Model number: OLED55BXPUA
Screen size: 55 inches
Resolution: 3840 x 2160
HDR: Dolby Vision IQ, HDR10, and HLG
Refresh rate: 120 Hz
Ports: 4 HDMI 2.1; 2 USB; 1 composite w. adapter; Ethernet; RF; digital audio
Audio: 40 watts (20-watt woofer)
Smart TV software: webOS 5
Size: 48.3 x 27.8 x 1.8 inches [w/o stand]
Weight: 41.7 pounds [w/o stand]; 43.9 pounds [w. stand]
In spite of being on the market since 2012, big screen OLED TVs have continued to impress. The 55-inch LG BX OLED TV entry model is a sign of how the sets have matured over the years while maintaining a market-leading picture.
With a price tag of roughly $1,400, this LG BX 4K TV supports all the latest high dynamic range standards (Dolby Vision, HDR10 and HLG for streaming and broadcasts) and boasts convenient features, such as support for Amazon and Google’s voice assistants. Its OLED or organic light-emitting diode display, unlike LCDs and quantum dot sets, doesn’t need a separate back light to create a picture. The organic elements emit their own light, which means that each pixel can be completely turned on or off individually so there’s virtually no light-leaking halos or grayish cast to the picture.
So with such a scintillating image, the major challenge for most shoppers looking for the best picture at a reasonable price will be deciding between this BX model and LG’s own CX OLED version. A mere $100 separates the two 55-inch TVs. The major difference is that the BX sets use the previous generation A7 LG video processor, versus the A9 in the CX sets. However, as our LG BX OLED TV review clearly shows, most viewers will be hard pressed to tell the difference between the two pictures.
Editor's Note: We have updated the pricing and availability section of this review to reflect current information. The rating and overall recommendations of our review remain unchanged from when it ran in January of 2021.
LG BX OLED review: Price and Availability
The BX models are LG’s entry-level OLED sets. Three sizes are offered. Both the 55-inch model reviewed here and the 65-inch version can be easily found through major retailers like Best Buy and Amazon. The third BX is a copious 77-incher, which can be difficult to find, but can be found through some retailers for a little over $3,000.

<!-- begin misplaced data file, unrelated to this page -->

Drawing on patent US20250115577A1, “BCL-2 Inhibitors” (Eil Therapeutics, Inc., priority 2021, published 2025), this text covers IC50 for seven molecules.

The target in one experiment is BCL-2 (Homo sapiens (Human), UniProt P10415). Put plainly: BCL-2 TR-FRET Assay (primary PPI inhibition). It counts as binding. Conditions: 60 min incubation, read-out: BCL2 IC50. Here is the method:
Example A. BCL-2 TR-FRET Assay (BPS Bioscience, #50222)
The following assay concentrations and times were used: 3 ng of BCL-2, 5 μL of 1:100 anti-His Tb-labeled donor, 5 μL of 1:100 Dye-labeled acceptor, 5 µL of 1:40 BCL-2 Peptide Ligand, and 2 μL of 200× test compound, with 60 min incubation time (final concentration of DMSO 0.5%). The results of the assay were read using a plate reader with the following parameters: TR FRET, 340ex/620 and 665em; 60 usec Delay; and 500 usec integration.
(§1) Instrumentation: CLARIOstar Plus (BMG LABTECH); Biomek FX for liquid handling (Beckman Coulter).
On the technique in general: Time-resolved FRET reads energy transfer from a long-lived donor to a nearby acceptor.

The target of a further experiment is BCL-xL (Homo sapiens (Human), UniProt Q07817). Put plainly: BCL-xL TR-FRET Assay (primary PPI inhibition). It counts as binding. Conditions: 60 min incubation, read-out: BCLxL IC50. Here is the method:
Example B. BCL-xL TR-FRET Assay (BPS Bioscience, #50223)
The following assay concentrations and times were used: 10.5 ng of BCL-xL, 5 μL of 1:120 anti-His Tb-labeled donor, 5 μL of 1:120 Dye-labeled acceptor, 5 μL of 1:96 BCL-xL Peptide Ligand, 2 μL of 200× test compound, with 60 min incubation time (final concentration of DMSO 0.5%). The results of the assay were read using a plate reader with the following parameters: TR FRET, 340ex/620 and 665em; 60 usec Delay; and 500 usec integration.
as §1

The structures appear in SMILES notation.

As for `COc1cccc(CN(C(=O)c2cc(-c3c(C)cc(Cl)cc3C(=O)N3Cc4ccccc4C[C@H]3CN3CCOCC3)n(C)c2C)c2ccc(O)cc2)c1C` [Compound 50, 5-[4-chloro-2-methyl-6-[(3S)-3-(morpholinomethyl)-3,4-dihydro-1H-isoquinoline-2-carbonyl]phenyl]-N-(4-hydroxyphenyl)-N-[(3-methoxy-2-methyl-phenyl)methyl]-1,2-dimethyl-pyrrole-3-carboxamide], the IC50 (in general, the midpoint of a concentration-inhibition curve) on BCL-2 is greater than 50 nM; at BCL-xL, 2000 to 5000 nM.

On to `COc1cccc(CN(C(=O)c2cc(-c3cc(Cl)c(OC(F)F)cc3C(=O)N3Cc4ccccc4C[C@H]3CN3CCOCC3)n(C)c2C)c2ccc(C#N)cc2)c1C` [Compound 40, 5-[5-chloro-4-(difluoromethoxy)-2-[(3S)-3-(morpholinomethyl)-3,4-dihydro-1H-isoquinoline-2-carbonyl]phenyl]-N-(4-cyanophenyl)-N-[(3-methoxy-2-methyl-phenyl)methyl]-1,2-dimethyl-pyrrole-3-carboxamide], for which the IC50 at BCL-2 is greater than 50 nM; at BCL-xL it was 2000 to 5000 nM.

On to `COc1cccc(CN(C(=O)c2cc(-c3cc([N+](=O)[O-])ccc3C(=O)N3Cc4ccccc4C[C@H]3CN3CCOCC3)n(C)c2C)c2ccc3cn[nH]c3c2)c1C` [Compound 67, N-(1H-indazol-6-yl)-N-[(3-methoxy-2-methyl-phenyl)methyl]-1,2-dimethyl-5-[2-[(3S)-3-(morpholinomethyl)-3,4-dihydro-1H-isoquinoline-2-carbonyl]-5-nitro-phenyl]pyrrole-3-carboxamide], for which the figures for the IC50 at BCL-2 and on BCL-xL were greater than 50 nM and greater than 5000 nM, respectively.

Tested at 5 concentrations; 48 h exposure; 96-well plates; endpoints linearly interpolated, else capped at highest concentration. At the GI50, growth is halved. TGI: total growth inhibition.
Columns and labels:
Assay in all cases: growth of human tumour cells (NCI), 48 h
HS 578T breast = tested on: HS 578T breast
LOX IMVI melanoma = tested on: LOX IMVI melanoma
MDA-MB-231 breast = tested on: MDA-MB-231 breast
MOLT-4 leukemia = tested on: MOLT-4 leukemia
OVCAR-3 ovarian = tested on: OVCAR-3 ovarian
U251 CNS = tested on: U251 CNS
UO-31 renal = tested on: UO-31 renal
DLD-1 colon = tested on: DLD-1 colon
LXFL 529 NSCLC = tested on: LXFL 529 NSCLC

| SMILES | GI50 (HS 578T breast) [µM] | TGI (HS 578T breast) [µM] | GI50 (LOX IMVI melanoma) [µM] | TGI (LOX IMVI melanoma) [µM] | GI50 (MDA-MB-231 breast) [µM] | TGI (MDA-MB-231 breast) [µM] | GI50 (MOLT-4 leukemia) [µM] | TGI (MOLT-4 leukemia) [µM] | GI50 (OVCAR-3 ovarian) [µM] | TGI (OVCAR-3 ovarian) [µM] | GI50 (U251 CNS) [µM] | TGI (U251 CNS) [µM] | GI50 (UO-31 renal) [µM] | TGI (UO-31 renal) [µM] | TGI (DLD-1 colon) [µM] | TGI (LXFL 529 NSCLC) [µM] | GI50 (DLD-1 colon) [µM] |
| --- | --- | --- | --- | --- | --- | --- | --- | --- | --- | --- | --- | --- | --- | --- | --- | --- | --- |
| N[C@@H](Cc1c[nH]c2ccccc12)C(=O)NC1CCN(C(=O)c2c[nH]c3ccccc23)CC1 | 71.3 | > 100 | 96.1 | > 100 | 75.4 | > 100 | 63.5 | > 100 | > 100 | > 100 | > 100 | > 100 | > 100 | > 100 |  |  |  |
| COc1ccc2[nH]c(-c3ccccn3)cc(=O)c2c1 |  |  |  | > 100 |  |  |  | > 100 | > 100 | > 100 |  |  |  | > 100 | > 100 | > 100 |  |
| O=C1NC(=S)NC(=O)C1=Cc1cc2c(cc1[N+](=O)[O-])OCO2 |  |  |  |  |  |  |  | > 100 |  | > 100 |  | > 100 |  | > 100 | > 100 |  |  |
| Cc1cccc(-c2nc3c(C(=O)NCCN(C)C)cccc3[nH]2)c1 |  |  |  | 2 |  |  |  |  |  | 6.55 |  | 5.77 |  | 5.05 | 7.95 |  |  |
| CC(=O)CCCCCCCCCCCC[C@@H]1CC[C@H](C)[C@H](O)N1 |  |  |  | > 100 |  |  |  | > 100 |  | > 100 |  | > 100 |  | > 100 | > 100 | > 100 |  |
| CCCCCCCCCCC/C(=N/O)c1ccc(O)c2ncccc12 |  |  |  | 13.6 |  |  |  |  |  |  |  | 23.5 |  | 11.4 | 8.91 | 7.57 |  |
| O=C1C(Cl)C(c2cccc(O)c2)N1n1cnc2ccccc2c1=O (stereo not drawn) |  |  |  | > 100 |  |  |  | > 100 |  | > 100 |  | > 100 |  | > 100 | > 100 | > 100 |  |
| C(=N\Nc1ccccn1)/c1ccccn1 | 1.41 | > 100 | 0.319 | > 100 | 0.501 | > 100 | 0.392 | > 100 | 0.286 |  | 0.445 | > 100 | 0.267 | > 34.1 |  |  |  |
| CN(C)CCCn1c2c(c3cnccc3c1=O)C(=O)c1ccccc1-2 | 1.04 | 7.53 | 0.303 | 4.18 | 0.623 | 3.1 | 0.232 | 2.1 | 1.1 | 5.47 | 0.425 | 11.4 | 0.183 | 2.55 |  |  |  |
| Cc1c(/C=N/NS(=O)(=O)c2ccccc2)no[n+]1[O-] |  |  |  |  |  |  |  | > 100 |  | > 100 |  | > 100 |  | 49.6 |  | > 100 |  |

Confusingly, LG also has a CX line with a similar design and feature set that is priced so closely to the BX line that buyers may end up choosing between the two lines based merely on availability. For example, the 55-inch CX, a very popular set, is only $100 more than the BX 55-incher. The 65-inch CX has a larger price difference, but the similarities continue. However, the more premium LG CX OLED does use the more powerful Alpha 9 Gen 3 AI processor, which accounts for the performance differences noted in our testing and evaluation below.
One important note: because all three BX OLED models are founded on the same OLED technology and panel designs, they deliver the same sharp picture across the line, allowing us to recommend not only the 55-inch we tested but also the larger 65-inch and 77-inch versions.
LG BX OLED review: Design
In addition to the crisp picture, OLEDs offer the thinnest TV designs possible. The LG BX OLED is about 0.25-inches thick, for example. However, the official depth specification for the 55-inch LG BX is 1.8 inches to reflect the fact that the lower third of the back of the set has an attached module that houses speakers as well as the electronics and ports for hooking up video sources.